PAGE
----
Meanwhile, advocates of marijuana legalization point the finger for the dangerous use of synthetic cannabinoids at elected officials who continue to criminalize marijuana consumption and employers who forbid it. Would-be pot smokers who face mandatory drug tests – including emergency first responders and active-duty service members – reportedly have turned to synthetic cannabinoids as a way to get high but stay clean.

"State and federal officials who perpetuate our ongoing failed prohibition of cannabis" share the blame for injuries and deaths resulting from fake weed with distributors "peddling this despicable product," says Erik Altieri, executive director of the National Organization for the Reform of Marijuana Laws, or NORML.

Experts agree synthetic cannabinoids were born a few decades ago, when researchers wanted to study the effects of plant-based marijuana on the brain, but federal regulations made it difficult to legally obtain the drug. As a substitute, they created a chemical formula to replicate the molecular profile of THC, the main high-inducing component of traditional marijuana.

Not long after such work was made public, others recognized an opportunity: Use the process to create a "designer drug" that's more powerful than pot but cheaper to make, easier to distribute and legal – at least in theory.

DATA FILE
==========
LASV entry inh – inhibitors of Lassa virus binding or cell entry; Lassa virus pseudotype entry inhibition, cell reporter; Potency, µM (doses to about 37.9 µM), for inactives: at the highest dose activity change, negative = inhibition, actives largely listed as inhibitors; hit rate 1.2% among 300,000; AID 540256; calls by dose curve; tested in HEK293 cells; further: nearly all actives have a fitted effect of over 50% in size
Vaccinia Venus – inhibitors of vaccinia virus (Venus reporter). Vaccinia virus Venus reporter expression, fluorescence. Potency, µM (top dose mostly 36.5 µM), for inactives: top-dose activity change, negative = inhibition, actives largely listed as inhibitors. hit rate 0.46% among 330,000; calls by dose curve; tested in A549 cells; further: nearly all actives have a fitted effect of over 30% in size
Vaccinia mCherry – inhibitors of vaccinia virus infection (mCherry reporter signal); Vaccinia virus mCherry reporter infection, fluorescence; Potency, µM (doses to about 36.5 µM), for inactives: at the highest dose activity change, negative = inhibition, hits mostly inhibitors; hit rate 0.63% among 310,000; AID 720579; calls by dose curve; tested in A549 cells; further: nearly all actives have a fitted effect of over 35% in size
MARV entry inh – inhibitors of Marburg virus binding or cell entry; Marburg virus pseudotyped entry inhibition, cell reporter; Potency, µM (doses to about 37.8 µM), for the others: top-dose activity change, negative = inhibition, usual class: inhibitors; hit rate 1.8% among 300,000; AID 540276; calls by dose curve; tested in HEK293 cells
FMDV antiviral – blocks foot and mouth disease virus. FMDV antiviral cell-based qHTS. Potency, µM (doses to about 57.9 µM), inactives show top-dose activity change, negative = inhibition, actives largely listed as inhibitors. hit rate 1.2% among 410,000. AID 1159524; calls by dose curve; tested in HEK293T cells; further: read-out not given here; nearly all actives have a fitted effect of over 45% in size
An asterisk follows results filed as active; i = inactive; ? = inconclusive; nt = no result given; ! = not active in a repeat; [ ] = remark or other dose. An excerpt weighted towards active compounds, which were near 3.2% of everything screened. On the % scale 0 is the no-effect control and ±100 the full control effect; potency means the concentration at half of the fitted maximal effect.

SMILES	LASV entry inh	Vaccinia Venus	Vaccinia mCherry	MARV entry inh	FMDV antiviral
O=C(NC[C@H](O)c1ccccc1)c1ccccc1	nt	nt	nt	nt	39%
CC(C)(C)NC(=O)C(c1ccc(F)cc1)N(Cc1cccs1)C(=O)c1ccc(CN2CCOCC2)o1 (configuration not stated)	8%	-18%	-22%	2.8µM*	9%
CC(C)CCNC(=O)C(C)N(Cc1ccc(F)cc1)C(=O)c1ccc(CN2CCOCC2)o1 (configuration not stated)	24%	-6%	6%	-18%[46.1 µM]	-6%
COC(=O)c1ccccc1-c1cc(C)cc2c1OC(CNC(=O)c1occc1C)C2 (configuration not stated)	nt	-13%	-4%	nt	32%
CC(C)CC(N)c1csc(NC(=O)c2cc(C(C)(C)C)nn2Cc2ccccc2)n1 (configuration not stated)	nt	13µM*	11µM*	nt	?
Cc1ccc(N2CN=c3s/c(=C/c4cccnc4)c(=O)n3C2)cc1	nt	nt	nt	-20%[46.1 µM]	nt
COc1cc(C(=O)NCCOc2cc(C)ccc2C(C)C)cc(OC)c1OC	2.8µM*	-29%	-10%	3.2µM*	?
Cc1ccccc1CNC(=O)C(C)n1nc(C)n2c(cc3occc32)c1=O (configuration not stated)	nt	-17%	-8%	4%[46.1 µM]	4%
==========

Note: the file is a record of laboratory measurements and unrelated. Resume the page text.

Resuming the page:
By the 1990s, "bing bong boom: They've marketed drugs that have created major havoc," Payne says.

"We've been dealing with synthetic cannabinoids for the last 10 to 11 years," Payne says. "Since then, we've identified over 400 designer synthetic drugs [and] a large part of those are synthetic cannabinoids" that are sold over the counter as well as over the internet.

In its 2017 National Drug Threat Assessment, the DEA forecasts that "new psychoactive substances" such as synthetic cannabinoids "will continue to pose a nationwide threat, continuing to cause overdoses and some deaths, as their availability remains mostly stable. NPS are relatively inexpensive and continue to be available from shops, street sales, and the Internet, making them accessible to anyone who seeks them."

While it doesn't keep specific data about user profiles, the CDC says a previous analysis of callers to poison centers regarding synthetic cannabinoids showed that 80 percent of calls concerned use among males. Of the more than 3,400 calls in which a user's age was recorded, the median age was 26.

A man is viewed sprawled on the ground in an area which has witnessed an explosion in the use of K2 or 'Spice', a synthetic marijuana drug, in East Harlem in New York City.
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Yet "there is no 'typical' user of synthetic cannabinoid products," Baumann says. "For example, certain subpopulations are using synthetic cannabinoids to avoid detection of use – probationers, parolees, military personnel, athletes and others who are routinely tested for illicit drug use ... because the substances are not detected by standard drug screens."